Before you go any further, complete this sentence:
In this paper I argue that ________, and this is important because ________.

If you are still confused about what the story is, call your mother, your girlfriend—someone who will listen. Talking through your paper is also a good way to organize your thoughts and prime your creative pump for writing.

Finally, the best and fastest way to get help, before you write and throughout the writing process, is to get into your university’s writing center, immediately. There are full-time writing tutors there who will work with you individually, for as long as you need, until that paper is fixed. This service is free and if you use it for all your papers, you can dramatically improve your writing skills and your grades. Even if you think you’re Ernest Hemingway, you should develop a relationship with a writing tutor at the writing center and use this service throughout your college education. There is nothing like a discerning, kind, and patient editor.

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Drafting: Just Do It

For me and most of the other writers I know, writing is not rapturous. In fact, the only way I can get anything written at all is to write really, really shitty first drafts.... Start by getting something—anything—down on paper.... The first draft is the down draft—you just get it down. The second draft is the up draft—you fix it up. You try to say what you have to say more accurately. And the third draft is the dental draft, where you check every tooth, to see if it’s loose or cramped or decayed, or even God help us, healthy.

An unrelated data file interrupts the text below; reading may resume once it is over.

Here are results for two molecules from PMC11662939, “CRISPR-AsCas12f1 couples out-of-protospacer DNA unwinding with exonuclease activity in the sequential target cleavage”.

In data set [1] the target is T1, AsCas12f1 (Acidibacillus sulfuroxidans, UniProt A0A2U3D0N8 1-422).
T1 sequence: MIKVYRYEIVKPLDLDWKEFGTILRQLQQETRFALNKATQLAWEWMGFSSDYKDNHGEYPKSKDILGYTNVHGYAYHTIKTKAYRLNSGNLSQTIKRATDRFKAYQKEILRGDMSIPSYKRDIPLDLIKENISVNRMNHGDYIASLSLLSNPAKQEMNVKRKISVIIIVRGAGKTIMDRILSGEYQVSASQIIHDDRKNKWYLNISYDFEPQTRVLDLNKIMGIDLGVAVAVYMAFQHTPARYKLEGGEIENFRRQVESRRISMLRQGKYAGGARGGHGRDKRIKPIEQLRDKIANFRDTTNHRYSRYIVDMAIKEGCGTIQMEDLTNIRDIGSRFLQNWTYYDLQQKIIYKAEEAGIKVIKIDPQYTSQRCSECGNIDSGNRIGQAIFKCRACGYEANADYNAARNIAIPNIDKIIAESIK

—Author Anne Lamott in Bird by Bird: Some Instructions on Writing and Life

Get to Work!

Now it’s time to write what Anne Lamott calls "that shitty first draft." This phase of the process is crucial because it is here that the secrets of your story will reveal themselves. Even with the best made outlines and notes, you will not have a real sense of your ideas until you start trying to put them on paper.

Here’s how you do it:

Just sit down, either with a pen and paper or at your computer, and start working.

Different things work for different people. Try to type your table of contents first. It will give you a structure within which to work.